I think there's so much to say about how we're taught psychiatry that takes away so much of the culture that makes people who they are, and then stigmatizes them for who they are, because you don't understand them in the first place,” Reid said.


Another deterrent for would-be Black psychiatrists is lingering racism in medical institutions, Reid said, something she watched play out in medical school.


“I've definitely had colleagues who've had to switch residency because someone was discriminating,” Reid said.



Cost of education and treatment

It’s expensive to become a psychiatrist, and the cost of education can be even more of a barrier for Black students, who are more likely to come from lower-income families and have less accumulated wealth than their white counterparts.


“Many people are overwhelmed by the amount of money that they have to borrow. And there is no systemic support,” said Ibia, who also noted there’s little support for recruitment of “smart, Black young people to go into medicine.” 


“We don't have a pipeline as such,” she said.


In addition, psychiatry is considered one of the lowest paying medical specialties in the U.S., partly because insurance companies negotiate lower rates on average with psychiatrists than other medical fields for the same amount of work. That’s left many providers forgoing insurance reimbursements altogether, increasing the cost of seeing a therapist.


Ibia’s private practice is fee-for-service, though she does offer some pro bono work and sliding scale options based on what patients can pay.

 

Uncovered, out-of-network sessions can cost anywhere from $80-$200 per session, which many patients cannot afford, especially combined with other costs like time off work and the price of medication. 


Dr. Racquel Reid (Courtesy of Reid).

In addition, insurance does not always cover the full scope of the care needed by patients, setting limits to the number of sessions and types of authorized medication. 


“I'm literally seeing people say, ‘Yeah, this person has been on this medication for 10 years, they're doing great on it, but we refuse to pay for that.’ And then I see someone decompensate because they can't pay for it anymore,” Reid said. 

 

The Biden administration’s proposed updates to the Mental Health Parity and Addiction Equity Act would require insurance companies to review how they respond to doctor’s requests for mental health treatment compared to physical health, and audit how much they reimburse out-of-network providers. Insurers could see fines up to $100 per day per patient for not providing comparable mental health coverage.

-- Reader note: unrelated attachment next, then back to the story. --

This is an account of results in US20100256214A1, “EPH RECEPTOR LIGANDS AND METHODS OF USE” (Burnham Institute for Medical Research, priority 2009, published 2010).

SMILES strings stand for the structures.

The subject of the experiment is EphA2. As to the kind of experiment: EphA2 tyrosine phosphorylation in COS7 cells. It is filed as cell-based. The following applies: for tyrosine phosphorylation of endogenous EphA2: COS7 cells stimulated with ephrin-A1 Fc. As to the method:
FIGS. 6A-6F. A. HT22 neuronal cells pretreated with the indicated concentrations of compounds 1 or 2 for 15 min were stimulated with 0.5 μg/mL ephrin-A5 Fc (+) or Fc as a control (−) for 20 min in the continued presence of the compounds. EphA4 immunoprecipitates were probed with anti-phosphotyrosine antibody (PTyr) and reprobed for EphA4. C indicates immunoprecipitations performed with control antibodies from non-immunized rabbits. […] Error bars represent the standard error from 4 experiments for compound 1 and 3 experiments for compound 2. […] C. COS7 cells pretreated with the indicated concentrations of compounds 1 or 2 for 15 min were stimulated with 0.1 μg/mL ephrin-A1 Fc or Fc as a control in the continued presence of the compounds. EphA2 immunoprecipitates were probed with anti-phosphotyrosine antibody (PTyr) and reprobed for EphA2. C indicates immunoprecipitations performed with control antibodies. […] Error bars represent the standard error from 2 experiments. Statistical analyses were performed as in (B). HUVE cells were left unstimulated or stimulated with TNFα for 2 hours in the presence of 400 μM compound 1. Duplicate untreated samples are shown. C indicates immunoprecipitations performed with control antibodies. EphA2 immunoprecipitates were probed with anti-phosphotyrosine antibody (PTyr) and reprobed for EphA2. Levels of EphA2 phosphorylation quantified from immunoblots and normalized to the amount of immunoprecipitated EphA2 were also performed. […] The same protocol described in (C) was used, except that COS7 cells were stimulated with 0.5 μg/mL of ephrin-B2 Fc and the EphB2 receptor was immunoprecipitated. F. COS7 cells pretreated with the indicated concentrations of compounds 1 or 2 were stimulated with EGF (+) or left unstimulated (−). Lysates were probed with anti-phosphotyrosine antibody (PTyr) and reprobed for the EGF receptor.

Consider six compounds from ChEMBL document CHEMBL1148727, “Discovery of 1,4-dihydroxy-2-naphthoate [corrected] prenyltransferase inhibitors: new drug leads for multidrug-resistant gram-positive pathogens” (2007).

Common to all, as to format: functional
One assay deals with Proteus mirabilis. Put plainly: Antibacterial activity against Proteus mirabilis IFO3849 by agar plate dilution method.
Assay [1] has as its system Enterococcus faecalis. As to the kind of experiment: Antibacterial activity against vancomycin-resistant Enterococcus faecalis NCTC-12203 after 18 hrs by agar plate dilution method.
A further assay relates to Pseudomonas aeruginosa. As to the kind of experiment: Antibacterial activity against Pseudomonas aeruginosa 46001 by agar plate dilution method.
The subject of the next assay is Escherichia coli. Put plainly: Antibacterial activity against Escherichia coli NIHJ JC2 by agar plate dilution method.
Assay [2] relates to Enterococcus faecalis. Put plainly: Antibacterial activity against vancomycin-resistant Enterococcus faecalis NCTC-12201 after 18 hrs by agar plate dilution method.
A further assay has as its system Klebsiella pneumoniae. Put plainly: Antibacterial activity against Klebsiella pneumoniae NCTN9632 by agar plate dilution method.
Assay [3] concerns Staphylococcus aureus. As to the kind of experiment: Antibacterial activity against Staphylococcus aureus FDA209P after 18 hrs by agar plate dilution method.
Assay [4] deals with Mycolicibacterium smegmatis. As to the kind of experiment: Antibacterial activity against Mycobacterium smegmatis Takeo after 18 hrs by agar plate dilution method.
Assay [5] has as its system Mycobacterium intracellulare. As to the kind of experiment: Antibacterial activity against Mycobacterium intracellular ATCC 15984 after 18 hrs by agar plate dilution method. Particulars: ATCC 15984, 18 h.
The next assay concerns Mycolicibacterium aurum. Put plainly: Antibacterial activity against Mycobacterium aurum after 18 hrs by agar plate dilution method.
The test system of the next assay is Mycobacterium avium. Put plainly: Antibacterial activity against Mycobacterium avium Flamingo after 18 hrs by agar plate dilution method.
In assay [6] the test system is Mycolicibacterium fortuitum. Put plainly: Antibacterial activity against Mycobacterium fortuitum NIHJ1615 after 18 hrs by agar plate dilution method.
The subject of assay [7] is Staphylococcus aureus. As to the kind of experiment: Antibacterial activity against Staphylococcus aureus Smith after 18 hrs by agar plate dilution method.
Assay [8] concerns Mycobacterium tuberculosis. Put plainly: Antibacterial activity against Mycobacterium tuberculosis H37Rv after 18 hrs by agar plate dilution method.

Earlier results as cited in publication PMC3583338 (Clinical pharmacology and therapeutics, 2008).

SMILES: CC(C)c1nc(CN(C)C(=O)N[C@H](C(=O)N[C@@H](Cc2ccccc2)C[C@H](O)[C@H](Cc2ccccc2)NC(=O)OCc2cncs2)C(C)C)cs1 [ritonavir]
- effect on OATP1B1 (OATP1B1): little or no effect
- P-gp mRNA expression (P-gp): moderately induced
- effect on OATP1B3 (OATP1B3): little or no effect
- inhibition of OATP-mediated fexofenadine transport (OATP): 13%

Solutions: Impact and cycle

Keith Mascoll was still working through the effects of sexual abuse he experienced as a child when he turned to his wife, Roxann Mascoll, a behavioral health clinician at Harvard University, for help finding a therapist. They struggled for almost a year to find a Black male therapist familiar with Mascoll’s West Indian background.


“My wife is in the field and she couldn't find anyone. And she was like, ‘this is crazy. Like, we got to do something about this,’” Mascoll said.


As an actor and producer, Mascoll turned to art to help address the problem. He and Roxann started The Trigger Project, a social program and awareness campaign aimed at breaking stigma for Black men who experience trauma and improving the clinical community’s ability to provide adequate care for them. Together, he and Roxann host a podcast and educate clinicians, in part through his one-man show “Triggered Life: A Requiem of Healing.”


It’s one of several creative solutions members of the Black mental health community have developed to help bridge the gap in care and providers.


While a doctoral student working at the Race and Opportunity Lab at Washington University in St. Louis, Motley was part of a project called Homegrown StL’s Healing Policy Initiative, focused on eliminating disparities in child mental health care using data and evidence-based training for social service providers. 


“It wasn't your typical, you know, healthcare professional,” he said. Rather, they were connected to the community, and worked as conduits to help get clinical services.


“So when you talk about on-the-ground, culturally relevant interventions, that's transformative,” he said. 


Ibia started a nonprofit in memory of her late husband, who was also a physician, to continue her work raising mental health awareness in ethnic minority and religious groups. As a recipient of a minority fellowship through the American Psychiatric Association, Ibia is also a proponent of increased investment to improve the Black medical student pipeline.


“Every time I see a young patient in my office, white or Black, I always say, ‘Listen… I'm trying to recruit you, we need more psychiatrists,’” she said. 


“The more we talk about psychiatry, the more we highlight the usefulness and the need for more Black psychiatrists in the community, the more people will be interested.”



Hughes, a Syracuse University sophomore, is a contributor and former intern with Youthcast Media Group. Oyeniyi, a senior at Cristo Rey Philadelphia High School who is attending Harvard University in the fall, is a YMG contributor who was previously published in USA TODAY and Billy Penn.